Have Hasegawa’s J-35F/J on the bench, still mulling over the paint job and whether to build it wheels up or down. Also am waiting for the RB27 missile to show from Cyprus. Am planning an alert bird with live RB-27s and RB-24Js. What color would their live ordinance be? Photos I’ve seen show the 24Js with a bright green body and white forward fins/nose. One photo shows “blind” marking on it . (Inert training round?) 27s I’ve seen are white, dark olive green and day glow orange (test missile?)
Copy text to Google translate
Green and/or blind is the inert stuff. Used when the only “interesting” function is weight, size, mounting points et.c.
I meant light green when I wrote green above
The Duke Hawkins book shows them as green.
Well, the RB27 in the first pic has the yellow band. I presume that means live warhead. So looks like white it is. Would live, war shot, RB-24Js be white too
I’m not an aircraft guy so take my answers for what they are worth …
There was one image (black/white) where the missiles looked dark,
could be some darkish gray or dark green.
Haven’t got the faintest idea about the war shot colours but I guess they would be white as well.
What colours were used by other nations?
Best I can find is here. Both are described as training rounds. The white with yellow bands is described as an inert missile with active seeker head and the green as a ground handling trainer.
Typically most western live ordnance has a yellow band to signify that it’s live, it would be my go to colours. The use of the yellow band on this one, might be because of that active seeker and it has to be treated as such. Most museum examples are likely to come from inert stocks as I imagine it’s far easier to make them safe for display!
A couple of useful photos here. Might be able to run the text through a translator.
Finding photos of Draken’s or Viggen’s carrying live rounds is proving to be very difficult! Every photo I’ve seen so far are with the green training rounds.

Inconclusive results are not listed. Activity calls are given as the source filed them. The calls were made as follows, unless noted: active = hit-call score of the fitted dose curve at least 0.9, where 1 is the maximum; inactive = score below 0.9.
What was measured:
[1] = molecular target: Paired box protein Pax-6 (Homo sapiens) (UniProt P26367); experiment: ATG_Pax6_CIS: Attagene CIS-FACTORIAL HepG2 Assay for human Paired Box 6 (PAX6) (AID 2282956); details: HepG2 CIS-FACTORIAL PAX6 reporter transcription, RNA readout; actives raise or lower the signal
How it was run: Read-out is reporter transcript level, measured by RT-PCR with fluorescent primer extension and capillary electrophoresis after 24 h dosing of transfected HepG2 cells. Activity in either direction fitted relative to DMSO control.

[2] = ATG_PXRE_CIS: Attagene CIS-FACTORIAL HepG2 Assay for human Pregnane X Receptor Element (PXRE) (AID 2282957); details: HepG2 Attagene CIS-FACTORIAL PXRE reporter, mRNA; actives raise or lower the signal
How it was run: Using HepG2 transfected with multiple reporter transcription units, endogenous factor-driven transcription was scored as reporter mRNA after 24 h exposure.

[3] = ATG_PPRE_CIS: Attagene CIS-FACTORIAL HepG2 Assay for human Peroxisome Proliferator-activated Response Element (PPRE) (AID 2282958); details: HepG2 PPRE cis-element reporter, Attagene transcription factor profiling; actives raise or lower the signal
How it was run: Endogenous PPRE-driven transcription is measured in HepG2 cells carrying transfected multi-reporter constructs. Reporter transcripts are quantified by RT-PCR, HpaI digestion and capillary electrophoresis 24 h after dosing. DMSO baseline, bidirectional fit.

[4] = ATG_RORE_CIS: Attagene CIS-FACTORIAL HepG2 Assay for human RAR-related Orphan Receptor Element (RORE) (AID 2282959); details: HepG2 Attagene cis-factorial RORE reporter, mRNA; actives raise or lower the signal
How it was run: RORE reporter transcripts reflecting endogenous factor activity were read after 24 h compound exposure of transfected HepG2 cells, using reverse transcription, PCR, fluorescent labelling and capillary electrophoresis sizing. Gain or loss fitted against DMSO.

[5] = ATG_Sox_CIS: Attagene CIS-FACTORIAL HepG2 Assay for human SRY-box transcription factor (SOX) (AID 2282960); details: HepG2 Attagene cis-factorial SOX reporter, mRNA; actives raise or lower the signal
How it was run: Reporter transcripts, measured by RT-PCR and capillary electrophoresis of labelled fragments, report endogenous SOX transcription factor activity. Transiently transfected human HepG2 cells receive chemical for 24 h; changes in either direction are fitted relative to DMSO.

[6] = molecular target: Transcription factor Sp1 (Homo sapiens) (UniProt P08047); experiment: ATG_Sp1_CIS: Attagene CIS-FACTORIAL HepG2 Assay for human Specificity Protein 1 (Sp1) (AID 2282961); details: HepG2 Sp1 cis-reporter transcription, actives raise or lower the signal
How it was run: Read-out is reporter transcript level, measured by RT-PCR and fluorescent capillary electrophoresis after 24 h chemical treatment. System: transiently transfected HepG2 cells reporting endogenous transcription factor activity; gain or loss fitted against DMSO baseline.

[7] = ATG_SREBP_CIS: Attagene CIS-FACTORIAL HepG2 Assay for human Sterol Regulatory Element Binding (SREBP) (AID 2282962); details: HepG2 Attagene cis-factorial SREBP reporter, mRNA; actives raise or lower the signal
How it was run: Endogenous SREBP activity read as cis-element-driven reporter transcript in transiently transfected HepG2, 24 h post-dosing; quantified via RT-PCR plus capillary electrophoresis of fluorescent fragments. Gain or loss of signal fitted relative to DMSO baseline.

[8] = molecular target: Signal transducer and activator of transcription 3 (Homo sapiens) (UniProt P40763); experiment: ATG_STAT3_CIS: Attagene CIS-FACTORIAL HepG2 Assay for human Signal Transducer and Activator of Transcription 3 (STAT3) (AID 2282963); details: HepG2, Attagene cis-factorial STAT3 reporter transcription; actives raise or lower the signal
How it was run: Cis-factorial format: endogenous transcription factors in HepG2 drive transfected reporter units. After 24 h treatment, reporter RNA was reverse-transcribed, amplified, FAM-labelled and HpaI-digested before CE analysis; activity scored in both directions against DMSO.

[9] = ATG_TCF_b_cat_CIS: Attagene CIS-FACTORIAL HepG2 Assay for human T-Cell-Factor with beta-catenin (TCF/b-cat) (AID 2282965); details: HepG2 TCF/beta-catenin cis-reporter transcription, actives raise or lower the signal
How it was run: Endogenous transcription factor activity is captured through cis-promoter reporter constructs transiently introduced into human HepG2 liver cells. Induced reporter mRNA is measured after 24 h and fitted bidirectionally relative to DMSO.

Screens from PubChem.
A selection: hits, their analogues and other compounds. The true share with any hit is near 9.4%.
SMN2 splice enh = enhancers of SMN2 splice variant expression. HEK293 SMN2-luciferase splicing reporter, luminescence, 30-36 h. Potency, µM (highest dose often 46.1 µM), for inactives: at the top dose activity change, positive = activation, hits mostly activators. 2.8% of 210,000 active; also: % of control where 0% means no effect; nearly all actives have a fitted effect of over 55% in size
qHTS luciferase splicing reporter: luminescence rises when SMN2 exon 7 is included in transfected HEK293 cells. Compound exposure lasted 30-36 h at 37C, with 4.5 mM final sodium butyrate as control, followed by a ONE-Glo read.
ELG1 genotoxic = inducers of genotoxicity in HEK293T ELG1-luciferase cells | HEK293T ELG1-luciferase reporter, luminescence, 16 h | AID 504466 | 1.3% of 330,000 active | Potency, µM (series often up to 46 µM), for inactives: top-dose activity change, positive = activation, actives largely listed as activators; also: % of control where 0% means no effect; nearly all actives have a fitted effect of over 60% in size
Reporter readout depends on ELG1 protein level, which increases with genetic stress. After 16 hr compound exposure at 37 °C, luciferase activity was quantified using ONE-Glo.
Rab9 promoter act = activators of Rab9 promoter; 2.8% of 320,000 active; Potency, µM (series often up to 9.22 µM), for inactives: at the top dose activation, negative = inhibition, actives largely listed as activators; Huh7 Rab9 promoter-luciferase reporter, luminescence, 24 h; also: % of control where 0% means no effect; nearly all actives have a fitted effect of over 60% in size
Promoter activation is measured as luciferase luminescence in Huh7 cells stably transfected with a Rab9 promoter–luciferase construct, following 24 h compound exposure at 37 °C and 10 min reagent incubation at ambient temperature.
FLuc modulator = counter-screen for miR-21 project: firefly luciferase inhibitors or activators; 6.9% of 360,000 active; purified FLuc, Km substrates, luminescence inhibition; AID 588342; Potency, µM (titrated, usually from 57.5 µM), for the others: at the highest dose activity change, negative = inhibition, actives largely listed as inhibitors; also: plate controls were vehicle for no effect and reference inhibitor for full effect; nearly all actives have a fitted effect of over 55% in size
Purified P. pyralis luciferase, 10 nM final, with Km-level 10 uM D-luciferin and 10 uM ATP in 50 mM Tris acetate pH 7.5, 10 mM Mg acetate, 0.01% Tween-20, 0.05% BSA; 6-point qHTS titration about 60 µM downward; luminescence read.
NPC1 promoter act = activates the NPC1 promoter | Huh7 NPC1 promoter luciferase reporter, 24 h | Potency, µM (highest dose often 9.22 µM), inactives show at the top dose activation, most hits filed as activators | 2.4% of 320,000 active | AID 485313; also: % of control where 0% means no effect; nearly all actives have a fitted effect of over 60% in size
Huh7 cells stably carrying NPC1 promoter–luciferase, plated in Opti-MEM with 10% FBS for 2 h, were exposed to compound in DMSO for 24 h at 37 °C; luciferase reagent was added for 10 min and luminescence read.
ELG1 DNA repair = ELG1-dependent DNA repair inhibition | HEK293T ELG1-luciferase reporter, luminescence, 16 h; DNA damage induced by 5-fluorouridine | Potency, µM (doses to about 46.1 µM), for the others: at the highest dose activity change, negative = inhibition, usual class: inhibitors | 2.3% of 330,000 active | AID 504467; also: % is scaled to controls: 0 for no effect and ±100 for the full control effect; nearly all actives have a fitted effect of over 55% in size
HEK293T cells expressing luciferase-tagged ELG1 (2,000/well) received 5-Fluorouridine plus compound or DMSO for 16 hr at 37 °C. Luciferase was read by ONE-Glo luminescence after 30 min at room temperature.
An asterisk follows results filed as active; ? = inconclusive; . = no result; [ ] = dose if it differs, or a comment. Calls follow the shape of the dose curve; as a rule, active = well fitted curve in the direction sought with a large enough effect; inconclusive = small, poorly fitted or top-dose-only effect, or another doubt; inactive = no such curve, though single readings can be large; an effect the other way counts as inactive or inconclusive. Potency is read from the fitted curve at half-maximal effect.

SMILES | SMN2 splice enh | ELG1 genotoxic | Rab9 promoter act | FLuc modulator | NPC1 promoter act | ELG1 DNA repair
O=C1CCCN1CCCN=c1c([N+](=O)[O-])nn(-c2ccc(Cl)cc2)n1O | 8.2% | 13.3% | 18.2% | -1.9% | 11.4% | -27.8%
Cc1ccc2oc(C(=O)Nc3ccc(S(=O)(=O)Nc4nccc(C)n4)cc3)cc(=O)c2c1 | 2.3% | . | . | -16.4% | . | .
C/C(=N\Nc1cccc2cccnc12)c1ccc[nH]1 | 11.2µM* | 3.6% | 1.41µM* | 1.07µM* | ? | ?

The linked text and the link in the linked text only provides technical, historical and tactical information.
Not a word about painting or colours except for the pictures.
Put it down to the perils of trying to research on my phone on the bus on my way to work. Sometimes Google translate co-operates, sometimes it doesn’t. Looks like it’s an old page so that’s probably why in this case.
I’m trying to post the Wikimedia link for the first photo I posted, but having a bit of difficulty with it. I’ll try it again shortly.
From what I’ve been told, AIM-9s were white up until the early 80s(?)and the 9L. Then they switched to grey. Captive carry/ training ones are blue or carry a blue band signifying no warhead or rocket motor. (A lot have the IR sensor still and are used for “lock ons” in ACM training. ) This is the US norm. The RB-24s were built in Sweden (SAAB?) and had some Swedish tweeks (fuse, etc) . Same for the RB-27/28. (In fact if I remember correctly the RB-28 was a mix of AIM-4 models with upgraded seeker and proximity fuse)
Same with JASDF aircraft. Photos are either toothless or have "blue " training rounds.
J-35 with RB-24Js
That looks like the bright green used for blind ammo in other circumstances
aaannnd the white active seeker
Let’s see if that link works now.
Google Translate says that sokea is Finnish for blind
which the text below the photo already says, together with some more information
Needs a white cane or a seeing eye dog.
Boy do I feel dumb! I read that text several times looking for SOKEA before I realised it was written on the missile! And then the obvious dawned on me as to why.
What can I say, it’s been a long day and one that has definitely had me questioning my choice of occupation. This has been somewhat of a nice escape and diversion. And a realisation that I really should build a Draken now.
SOKEA … IKEA … Everything Swedish is confusing. Dragon’s instructions are concise compared to IKEA. Draken has to be one of the prettiest planes around. And, as I found out researching it, a good performer. (having never seen combat it seems to be ignored. Sweden, Denmark, Austria, Finland are not known for their aggressiveness.) Found the kit on ebay cheap and was going to build it as a Danish one. Then found out I’d need a small fortune in aftermarket parts. So Swedish with the olive/ blue camo it is.
Sokea is Finnish, that language belongs to another group of languages.
Swedish is a Germanic language.
Sokea is a word, IKEA is an abbreviation (Ingvar Kamprad, Elmhult, Agunnaryd: First name, last name and the names of two smallish towns).
I learned to read instructions from the IKEA sheets, now everything else is easy
Thought it was a Swedish missile in a Swedish museum. If memory serves, Finnish isn’t related to anything. Kinda like Basque.